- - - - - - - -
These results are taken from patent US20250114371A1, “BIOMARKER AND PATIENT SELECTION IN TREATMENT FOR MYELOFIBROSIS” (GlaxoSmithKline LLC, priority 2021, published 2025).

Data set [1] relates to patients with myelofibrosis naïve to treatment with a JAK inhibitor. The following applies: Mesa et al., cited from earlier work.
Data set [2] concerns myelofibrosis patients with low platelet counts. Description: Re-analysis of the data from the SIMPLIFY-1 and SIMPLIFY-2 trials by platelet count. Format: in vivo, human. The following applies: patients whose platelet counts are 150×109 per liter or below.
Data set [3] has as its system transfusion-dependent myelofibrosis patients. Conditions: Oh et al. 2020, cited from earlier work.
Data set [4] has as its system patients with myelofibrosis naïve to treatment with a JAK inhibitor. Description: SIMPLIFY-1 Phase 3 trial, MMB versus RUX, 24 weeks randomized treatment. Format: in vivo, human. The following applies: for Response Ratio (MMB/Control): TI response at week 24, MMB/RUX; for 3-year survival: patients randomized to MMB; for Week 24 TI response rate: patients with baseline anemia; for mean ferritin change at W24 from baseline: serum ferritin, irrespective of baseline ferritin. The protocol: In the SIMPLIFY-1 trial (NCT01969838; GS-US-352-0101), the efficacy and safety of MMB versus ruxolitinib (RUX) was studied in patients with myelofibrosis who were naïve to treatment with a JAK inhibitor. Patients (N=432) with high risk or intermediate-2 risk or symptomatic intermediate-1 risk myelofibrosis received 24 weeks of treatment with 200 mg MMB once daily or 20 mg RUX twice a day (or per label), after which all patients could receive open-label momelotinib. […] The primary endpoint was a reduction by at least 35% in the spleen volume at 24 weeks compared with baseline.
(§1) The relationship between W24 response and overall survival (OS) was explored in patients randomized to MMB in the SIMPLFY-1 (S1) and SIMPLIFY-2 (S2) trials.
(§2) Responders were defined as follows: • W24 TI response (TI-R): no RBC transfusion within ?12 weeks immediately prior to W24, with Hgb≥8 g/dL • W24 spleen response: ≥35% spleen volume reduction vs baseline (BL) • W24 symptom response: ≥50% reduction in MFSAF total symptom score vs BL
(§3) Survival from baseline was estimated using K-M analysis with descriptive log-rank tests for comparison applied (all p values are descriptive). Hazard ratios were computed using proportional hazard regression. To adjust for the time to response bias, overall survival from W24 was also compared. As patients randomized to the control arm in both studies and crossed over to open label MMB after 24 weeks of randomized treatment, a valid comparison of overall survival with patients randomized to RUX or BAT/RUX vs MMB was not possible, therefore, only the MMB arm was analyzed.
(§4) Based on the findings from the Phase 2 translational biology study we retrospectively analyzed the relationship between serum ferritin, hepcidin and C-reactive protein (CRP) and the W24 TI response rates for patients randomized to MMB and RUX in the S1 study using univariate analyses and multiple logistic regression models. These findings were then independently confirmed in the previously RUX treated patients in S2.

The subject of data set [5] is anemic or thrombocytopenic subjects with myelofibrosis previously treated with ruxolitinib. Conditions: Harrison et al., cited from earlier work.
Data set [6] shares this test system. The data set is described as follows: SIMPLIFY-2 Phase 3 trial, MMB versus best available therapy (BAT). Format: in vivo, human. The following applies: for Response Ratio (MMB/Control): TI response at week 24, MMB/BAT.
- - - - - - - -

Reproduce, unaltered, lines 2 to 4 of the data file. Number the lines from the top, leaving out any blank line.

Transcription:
Data set [1] relates to patients with myelofibrosis naïve to treatment with a JAK inhibitor. The following applies: Mesa et al., cited from earlier work.
Data set [2] concerns myelofibrosis patients with low platelet counts. Description: Re-analysis of the data from the SIMPLIFY-1 and SIMPLIFY-2 trials by platelet count. Format: in vivo, human. The following applies: patients whose platelet counts are 150×109 per liter or below.
Data set [3] has as its system transfusion-dependent myelofibrosis patients. Conditions: Oh et al. 2020, cited from earlier work.